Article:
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The showy evening primrose (Oenothera) develops a long succession of single, cup- to cup-shaped flowers in strong colors from June to September. The flowers are followed by interesting winged seeds in bellows-like fruits. However, the common evening primrose in particular not only adorns the garden, but can also be used in many different ways in the kitchen and in medicine. The magnificent perennials require little care.

The evening primrose is very easy to care for

How often do you have to water evening primroses?

The otherwise undemanding plant does not tolerate moist soil at all. You should therefore protect them from too much moisture, especially in winter. Only evening primroses cultivated in pots should be watered from time to time.

When and with what should you fertilize evening primroses?

Evening primroses thrive best on rather poor soil and should therefore not be fertilized too often. Basically, one fertilization at the beginning of the growth period and one more in July at the flowering time with complete fertilizer is completely sufficient. In addition, the perennial can be supplied with organic fertilizer (e.g. compost, horn shavings (€32.93) or stable manure).

When and how to cut evening primroses?

In order to extend the flowering period, you should regularly cut back faded shoots. In addition, a pruning towards the end of winter makes sense. However, if you want to obtain seeds for propagation or want to let the plant sow itself, you should leave faded flowers and cut them just before the start of the new growing season.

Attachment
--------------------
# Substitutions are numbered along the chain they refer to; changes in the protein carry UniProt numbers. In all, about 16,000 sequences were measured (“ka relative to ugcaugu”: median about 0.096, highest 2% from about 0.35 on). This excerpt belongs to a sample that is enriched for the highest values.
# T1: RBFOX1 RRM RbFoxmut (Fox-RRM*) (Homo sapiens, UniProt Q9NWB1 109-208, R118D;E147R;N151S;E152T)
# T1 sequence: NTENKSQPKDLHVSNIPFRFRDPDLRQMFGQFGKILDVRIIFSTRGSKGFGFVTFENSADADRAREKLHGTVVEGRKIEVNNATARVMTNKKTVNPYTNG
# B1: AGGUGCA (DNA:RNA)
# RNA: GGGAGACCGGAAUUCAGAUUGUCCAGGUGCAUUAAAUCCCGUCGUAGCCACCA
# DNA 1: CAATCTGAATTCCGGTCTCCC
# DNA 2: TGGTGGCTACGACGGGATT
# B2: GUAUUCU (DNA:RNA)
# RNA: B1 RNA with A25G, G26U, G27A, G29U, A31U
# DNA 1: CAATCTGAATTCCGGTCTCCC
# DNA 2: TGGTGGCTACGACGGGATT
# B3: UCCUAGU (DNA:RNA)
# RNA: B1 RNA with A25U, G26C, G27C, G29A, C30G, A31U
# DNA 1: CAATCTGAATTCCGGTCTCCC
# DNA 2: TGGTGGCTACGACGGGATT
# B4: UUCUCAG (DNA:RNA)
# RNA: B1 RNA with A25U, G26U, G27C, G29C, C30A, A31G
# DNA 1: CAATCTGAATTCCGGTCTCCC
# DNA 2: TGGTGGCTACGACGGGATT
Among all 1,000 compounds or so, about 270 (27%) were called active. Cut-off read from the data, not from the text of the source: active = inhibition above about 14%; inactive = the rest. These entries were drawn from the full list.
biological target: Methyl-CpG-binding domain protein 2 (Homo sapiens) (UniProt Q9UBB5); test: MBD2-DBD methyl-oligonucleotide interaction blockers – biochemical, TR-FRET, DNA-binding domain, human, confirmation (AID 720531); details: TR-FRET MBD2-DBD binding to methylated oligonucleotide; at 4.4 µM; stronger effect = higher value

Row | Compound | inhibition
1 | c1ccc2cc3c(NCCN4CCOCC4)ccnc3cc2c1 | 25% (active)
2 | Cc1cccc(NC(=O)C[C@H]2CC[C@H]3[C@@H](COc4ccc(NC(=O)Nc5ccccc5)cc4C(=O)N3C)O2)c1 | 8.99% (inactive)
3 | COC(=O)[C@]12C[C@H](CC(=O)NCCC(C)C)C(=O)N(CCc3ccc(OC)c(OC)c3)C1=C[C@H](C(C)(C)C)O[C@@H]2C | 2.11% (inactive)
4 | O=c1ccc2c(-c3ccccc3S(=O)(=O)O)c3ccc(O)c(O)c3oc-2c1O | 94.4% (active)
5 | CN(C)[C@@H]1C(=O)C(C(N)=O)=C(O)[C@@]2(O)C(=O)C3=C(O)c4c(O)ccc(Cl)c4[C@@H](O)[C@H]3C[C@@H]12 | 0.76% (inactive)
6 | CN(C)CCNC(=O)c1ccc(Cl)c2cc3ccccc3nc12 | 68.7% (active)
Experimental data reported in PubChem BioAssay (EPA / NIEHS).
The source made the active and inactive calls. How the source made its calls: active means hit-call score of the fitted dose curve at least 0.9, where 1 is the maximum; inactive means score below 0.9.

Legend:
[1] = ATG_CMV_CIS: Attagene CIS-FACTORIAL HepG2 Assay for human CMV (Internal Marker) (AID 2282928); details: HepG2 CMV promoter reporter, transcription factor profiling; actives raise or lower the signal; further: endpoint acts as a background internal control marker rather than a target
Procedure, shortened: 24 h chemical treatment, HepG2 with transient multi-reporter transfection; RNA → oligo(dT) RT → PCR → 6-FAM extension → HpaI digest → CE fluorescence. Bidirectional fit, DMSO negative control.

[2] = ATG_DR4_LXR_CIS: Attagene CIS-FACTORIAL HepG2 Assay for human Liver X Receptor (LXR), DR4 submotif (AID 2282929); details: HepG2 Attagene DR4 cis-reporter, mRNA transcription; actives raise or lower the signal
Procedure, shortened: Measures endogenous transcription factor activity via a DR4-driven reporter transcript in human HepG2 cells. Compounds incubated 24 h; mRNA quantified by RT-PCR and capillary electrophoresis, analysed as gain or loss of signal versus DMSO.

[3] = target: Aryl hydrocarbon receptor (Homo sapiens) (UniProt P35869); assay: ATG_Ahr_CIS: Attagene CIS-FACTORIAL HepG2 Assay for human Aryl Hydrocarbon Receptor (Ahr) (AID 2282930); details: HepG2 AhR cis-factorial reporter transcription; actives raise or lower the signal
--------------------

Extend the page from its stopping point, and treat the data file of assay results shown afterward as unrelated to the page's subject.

Which diseases / pests are common in evening primroses?

Powdery mildew - both the real and the false - are always a problem with the evening primrose. Aphids are also common and bring the unloved rust fungus with them. In addition, the gluttonous slugs love above all (but not only!) the young shoots - what tastes good to us humans also tastes good to these animals.

How are evening primroses overwintered?

The type of hibernation depends on the type and variety of evening primrose. The common evening primrose native to us is frost hardy and does not need winter protection, more exotic species such as the Missouri evening primrose or the high evening primrose should at least be piled up with some brushwood to protect them from frosty temperatures.


Evening primroses are easy to propagate from seeds and cuttings. Another possibility of propagation is the division of the perennial, which even extends the lifespan of the actually only biennial plant.

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